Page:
AncestryDNA Updates Matching
Here’s what I like about AncestryDNA’s updates to your DNA matching experience.
AncestryDNA Updates to Matching
Change is afoot at AncestryDNA. Again.
While “stability” and “predictability” seem like honorable qualities in a company or product, when it comes to tech tools, those words sound more like “dated” and “old.” Of course, we are used to this by now—and the problems these updates can bring. (I had a client tell me recently that he wanted to be in touch sooner, but his grandson “upgraded” his computer to Windows 10 and then promptly left for college the next day, leaving him fighting with a new interface and operating system.)
The good news is, you won’t have this problem with Ancestry’s new update. There aren’t any changes to the interface or the layout of the information. In fact, many of you will not even notice at first that your match list has changed.
But in fact, there likely have been some adjustments made, as we see below:
Some of your third cousins have been demoted to fourth cousins.
Some of your fourth cousins have been demoted to 5th-8th cousins.
Some of your distant cousins have disappeared off your match list
You have new cousins on your distant cousin match list.
In general, from what Ancestry has showed us, you gain more than you lose.
Why these changes in AncestryDNA matches matter
Changes in the dregs of your match list may not seem like that big of a deal, so why am I telling you about it? Probably because I am a nerd, and I like cool science stuff, so I think you should too.
You see, Ancestry has made some big changes in the way that they are calculating matches. They are getting better at it. Which means you match list is now more representative of your ancestral connections, even at the very distant level.
There are two big pieces to this matching puzzle that Ancestry has tinkered with in this latest update: phasing and matching.
You will remember our discussion on DNA phasing and how it can impact your matching. Ancestry has developed a robust reference database of phased DNA in order to better phase our samples. Basically, they have looked through their database at parent child duos and trios and noted that certain strings of DNA values often travel together. Its like they have noticed that our DNA says “A black cat scared the mouse” instead of “The brown cat ate the mouse” and they can then recognize that phrase in our DNA, which in turn helps our DNA tell the true story of our heritage.
In addition to updating the phasing, Ancestry has revamped their matching method. In the past they viewed our DNA in small windows of information, and then stitched those windows together to try to get a better picture of what our DNA looked like. Now instead they have turned to a point-by-point analysis of our DNA. Again to use a sentence example, with the window analysis we may have the following sentence windows:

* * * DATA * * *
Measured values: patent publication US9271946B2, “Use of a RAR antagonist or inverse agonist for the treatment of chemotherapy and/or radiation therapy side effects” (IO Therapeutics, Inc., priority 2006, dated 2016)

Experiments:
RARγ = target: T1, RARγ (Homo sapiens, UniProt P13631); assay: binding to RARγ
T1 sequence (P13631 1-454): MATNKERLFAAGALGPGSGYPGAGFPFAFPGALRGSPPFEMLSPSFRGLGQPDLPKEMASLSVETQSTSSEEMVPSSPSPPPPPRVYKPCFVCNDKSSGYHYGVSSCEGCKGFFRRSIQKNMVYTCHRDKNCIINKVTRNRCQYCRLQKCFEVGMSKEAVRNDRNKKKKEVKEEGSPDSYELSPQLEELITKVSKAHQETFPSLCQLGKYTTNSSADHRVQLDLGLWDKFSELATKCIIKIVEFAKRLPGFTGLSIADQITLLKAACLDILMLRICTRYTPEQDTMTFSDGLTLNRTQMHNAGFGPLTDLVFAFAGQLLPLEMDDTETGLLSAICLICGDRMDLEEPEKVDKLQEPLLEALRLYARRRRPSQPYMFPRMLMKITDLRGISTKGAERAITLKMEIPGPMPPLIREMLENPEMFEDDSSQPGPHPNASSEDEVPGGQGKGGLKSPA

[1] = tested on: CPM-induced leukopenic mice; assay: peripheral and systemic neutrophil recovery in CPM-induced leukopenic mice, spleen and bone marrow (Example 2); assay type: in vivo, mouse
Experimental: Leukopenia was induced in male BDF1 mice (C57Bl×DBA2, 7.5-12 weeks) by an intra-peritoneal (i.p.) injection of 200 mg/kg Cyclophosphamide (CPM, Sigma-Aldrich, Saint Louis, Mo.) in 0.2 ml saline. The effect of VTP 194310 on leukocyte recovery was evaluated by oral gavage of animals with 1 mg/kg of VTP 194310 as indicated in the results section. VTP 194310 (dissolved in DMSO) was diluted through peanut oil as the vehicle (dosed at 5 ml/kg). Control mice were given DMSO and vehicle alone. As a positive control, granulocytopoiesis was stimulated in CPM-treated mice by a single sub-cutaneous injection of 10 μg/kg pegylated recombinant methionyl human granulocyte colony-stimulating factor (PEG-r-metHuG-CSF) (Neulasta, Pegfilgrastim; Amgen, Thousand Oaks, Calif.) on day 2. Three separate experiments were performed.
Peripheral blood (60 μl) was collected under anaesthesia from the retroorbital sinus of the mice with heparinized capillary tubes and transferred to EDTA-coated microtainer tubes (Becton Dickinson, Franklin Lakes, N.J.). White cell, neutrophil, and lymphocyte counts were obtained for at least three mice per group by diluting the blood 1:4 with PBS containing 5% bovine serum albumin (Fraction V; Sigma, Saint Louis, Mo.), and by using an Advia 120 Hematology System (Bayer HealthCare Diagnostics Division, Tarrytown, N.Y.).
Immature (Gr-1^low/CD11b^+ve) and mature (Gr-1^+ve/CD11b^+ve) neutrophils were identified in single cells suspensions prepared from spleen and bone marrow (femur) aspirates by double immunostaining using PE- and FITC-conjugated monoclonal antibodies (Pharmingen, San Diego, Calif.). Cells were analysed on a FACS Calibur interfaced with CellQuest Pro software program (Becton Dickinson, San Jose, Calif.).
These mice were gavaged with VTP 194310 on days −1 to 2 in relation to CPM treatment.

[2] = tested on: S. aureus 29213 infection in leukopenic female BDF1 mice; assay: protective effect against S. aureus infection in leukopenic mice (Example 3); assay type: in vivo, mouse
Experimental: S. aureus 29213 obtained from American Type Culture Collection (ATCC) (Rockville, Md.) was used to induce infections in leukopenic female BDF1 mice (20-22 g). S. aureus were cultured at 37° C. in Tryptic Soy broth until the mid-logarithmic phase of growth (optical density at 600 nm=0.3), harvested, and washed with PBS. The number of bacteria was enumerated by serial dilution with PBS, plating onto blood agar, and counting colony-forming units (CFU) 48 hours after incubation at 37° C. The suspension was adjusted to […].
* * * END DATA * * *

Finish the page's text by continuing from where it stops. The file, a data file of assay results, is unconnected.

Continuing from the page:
ack and J
ill went t
he hill t
etch a pai
l of water.
Of those various possible windows, you may share the “etch a pai” with another individual in the database, earning that cousin a spot on your match page. However, the truth is, that bit could say “sketch a painting” or “stretch a painful leg” or “fetch a pail.” With Ancestry’s new method, they are able to see farther on either side of the matching segment, making this clearly “fetch a pail.” That means better matching, which means more confidence in your cousin matches.
The downside to this update is going to come in the reorganization of some of your relationships. Ancestry has tightened their genetic definition of your third and fourth cousins. Basically, that means that some of your true 3rd cousins are going to show up as 4th cousins, and some of your true 4th cousins are going to be shifted down into the abyss of 5th-8th cousins.
What is really upsetting about this is what this does to the Shared Matches tool. The shared matches tool allows you to gather matches in the database that are related to you and one other person, provided you are all related at the 4th cousin level or higher. This tightening of the belt on 4th cousins means that some of them are going to drop through the cracks of that tool, really limiting its ability. Grr. Hopefully Ancestry will fix that, and expand this tool to include all of your matches. They have their fairly good reasons for this, but still….
So, as the winds of change blow yet another iteration of the AncestryDNA match page, I think we can see this as an overall win for doing genealogy with our genetics at Ancestry.
Ready to REALLY work those AncestryDNA test results? Grab my Understanding AncestryDNA quick reference guide. You’ll learn how to link your tree to your DNA results; explore your DNA circles; navigate your New Ancestry Discoveries; explore your hints and exhaust other search tools.
Originally published May 2016 on genealogygems.com.